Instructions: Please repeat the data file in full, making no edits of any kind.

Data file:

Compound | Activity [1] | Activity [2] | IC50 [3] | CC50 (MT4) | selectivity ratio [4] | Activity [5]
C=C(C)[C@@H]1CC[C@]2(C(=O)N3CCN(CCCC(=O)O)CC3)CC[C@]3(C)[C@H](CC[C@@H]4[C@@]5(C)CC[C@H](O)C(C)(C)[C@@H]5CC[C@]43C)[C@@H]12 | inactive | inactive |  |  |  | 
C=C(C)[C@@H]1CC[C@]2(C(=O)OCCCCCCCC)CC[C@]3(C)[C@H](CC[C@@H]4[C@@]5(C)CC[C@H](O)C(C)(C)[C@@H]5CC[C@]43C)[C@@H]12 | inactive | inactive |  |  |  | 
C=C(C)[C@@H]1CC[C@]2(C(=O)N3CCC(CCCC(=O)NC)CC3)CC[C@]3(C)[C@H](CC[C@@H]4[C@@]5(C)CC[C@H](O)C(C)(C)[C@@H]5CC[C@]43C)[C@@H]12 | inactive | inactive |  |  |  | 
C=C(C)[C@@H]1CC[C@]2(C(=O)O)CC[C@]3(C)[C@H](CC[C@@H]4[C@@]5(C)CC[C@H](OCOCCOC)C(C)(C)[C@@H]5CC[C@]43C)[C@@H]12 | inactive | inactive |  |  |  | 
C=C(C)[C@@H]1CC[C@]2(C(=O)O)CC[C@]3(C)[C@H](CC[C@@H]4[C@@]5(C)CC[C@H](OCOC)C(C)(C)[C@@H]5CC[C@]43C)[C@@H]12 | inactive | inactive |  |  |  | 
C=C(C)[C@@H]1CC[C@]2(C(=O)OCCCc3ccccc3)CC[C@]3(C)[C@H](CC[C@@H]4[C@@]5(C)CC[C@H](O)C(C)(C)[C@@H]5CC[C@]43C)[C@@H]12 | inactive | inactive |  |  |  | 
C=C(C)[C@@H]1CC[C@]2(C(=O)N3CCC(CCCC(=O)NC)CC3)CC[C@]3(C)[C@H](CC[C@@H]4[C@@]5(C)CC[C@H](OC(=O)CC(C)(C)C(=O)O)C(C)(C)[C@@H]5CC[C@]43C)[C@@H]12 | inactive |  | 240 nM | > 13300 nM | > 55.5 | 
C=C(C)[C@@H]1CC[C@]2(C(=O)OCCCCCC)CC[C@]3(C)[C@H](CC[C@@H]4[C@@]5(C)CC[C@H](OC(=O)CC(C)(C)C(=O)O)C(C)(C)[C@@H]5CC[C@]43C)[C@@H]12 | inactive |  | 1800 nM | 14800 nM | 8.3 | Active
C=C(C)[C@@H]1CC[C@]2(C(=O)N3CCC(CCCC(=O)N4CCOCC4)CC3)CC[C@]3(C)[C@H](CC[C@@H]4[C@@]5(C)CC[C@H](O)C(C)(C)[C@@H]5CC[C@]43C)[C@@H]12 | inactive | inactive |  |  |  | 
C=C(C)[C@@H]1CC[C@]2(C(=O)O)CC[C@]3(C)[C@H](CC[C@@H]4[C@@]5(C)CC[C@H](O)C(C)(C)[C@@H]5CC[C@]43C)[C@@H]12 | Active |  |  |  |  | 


Compound | Activity [1] | Activity [2] | IC50 [3] | CC50 (MT4) | selectivity ratio [4] | Activity [5]
C=C(C)[C@@H]1CC[C@]2(C(=O)N3CCN(CCCC(=O)O)CC3)CC[C@]3(C)[C@H](CC[C@@H]4[C@@]5(C)CC[C@H](O)C(C)(C)[C@@H]5CC[C@]43C)[C@@H]12 | inactive | inactive |  |  |  | 
C=C(C)[C@@H]1CC[C@]2(C(=O)OCCCCCCCC)CC[C@]3(C)[C@H](CC[C@@H]4[C@@]5(C)CC[C@H](O)C(C)(C)[C@@H]5CC[C@]43C)[C@@H]12 | inactive | inactive |  |  |  | 
C=C(C)[C@@H]1CC[C@]2(C(=O)N3CCC(CCCC(=O)NC)CC3)CC[C@]3(C)[C@H](CC[C@@H]4[C@@]5(C)CC[C@H](O)C(C)(C)[C@@H]5CC[C@]43C)[C@@H]12 | inactive | inactive |  |  |  | 
C=C(C)[C@@H]1CC[C@]2(C(=O)O)CC[C@]3(C)[C@H](CC[C@@H]4[C@@]5(C)CC[C@H](OCOCCOC)C(C)(C)[C@@H]5CC[C@]43C)[C@@H]12 | inactive | inactive |  |  |  | 
C=C(C)[C@@H]1CC[C@]2(C(=O)O)CC[C@]3(C)[C@H](CC[C@@H]4[C@@]5(C)CC[C@H](OCOC)C(C)(C)[C@@H]5CC[C@]43C)[C@@H]12 | inactive | inactive |  |  |  | 
C=C(C)[C@@H]1CC[C@]2(C(=O)OCCCc3ccccc3)CC[C@]3(C)[C@H](CC[C@@H]4[C@@]5(C)CC[C@H](O)C(C)(C)[C@@H]5CC[C@]43C)[C@@H]12 | inactive | inactive |  |  |  | 
C=C(C)[C@@H]1CC[C@]2(C(=O)N3CCC(CCCC(=O)NC)CC3)CC[C@]3(C)[C@H](CC[C@@H]4[C@@]5(C)CC[C@H](OC(=O)CC(C)(C)C(=O)O)C(C)(C)[C@@H]5CC[C@]43C)[C@@H]12 | inactive |  | 240 nM | > 13300 nM | > 55.5 | 
C=C(C)[C@@H]1CC[C@]2(C(=O)OCCCCCC)CC[C@]3(C)[C@H](CC[C@@H]4[C@@]5(C)CC[C@H](OC(=O)CC(C)(C)C(=O)O)C(C)(C)[C@@H]5CC[C@]43C)[C@@H]12 | inactive |  | 1800 nM | 14800 nM | 8.3 | Active
C=C(C)[C@@H]1CC[C@]2(C(=O)N3CCC(CCCC(=O)N4CCOCC4)CC3)CC[C@]3(C)[C@H](CC[C@@H]4[C@@]5(C)CC[C@H](O)C(C)(C)[C@@H]5CC[C@]43C)[C@@H]12 | inactive | inactive |  |  |  | 
C=C(C)[C@@H]1CC[C@]2(C(=O)O)CC[C@]3(C)[C@H](CC[C@@H]4[C@@]5(C)CC[C@H](O)C(C)(C)[C@@H]5CC[C@]43C)[C@@H]12 | Active |  |  |  |  | 